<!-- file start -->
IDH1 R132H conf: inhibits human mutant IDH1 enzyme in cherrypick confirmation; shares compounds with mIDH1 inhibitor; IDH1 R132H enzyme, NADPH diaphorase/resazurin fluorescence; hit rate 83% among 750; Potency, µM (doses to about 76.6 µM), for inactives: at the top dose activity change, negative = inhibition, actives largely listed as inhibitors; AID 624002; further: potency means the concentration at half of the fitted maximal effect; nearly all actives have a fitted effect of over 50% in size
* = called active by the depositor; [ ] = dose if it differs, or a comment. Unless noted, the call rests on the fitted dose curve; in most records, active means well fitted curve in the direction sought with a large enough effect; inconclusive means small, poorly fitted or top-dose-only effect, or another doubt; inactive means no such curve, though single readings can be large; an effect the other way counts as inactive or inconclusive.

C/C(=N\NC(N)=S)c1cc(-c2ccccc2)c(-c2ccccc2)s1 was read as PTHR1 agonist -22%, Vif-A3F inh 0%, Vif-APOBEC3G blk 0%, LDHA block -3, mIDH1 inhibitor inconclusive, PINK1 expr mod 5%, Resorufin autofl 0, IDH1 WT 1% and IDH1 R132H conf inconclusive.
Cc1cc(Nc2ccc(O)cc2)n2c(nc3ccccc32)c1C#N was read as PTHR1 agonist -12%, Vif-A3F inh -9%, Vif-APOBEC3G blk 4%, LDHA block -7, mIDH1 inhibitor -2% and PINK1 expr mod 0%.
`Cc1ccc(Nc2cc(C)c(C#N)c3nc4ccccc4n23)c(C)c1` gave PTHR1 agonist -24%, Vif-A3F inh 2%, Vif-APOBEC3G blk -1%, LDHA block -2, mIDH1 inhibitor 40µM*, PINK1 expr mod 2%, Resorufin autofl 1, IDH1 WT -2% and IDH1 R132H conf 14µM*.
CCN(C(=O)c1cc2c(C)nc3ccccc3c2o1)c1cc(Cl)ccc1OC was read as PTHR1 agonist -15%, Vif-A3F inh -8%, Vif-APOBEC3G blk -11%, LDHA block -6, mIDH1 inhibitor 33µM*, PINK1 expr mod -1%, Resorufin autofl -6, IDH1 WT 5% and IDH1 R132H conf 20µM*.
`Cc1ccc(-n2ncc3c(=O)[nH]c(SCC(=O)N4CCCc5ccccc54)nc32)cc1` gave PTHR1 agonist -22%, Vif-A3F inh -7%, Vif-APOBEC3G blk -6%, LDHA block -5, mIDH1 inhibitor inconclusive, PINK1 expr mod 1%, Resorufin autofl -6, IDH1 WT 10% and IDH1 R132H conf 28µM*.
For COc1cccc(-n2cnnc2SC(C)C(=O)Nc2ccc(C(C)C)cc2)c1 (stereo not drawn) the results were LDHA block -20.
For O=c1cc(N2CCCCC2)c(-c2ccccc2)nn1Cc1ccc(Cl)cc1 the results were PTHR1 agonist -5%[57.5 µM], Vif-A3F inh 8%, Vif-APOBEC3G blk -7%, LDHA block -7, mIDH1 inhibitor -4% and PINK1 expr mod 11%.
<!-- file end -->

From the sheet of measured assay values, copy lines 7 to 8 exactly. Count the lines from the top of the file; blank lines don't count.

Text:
`Cc1ccc(-n2ncc3c(=O)[nH]c(SCC(=O)N4CCCc5ccccc54)nc32)cc1` gave PTHR1 agonist -22%, Vif-A3F inh -7%, Vif-APOBEC3G blk -6%, LDHA block -5, mIDH1 inhibitor inconclusive, PINK1 expr mod 1%, Resorufin autofl -6, IDH1 WT 10% and IDH1 R132H conf 28µM*.
For COc1cccc(-n2cnnc2SC(C)C(=O)Nc2ccc(C(C)C)cc2)c1 (stereo not drawn) the results were LDHA block -20.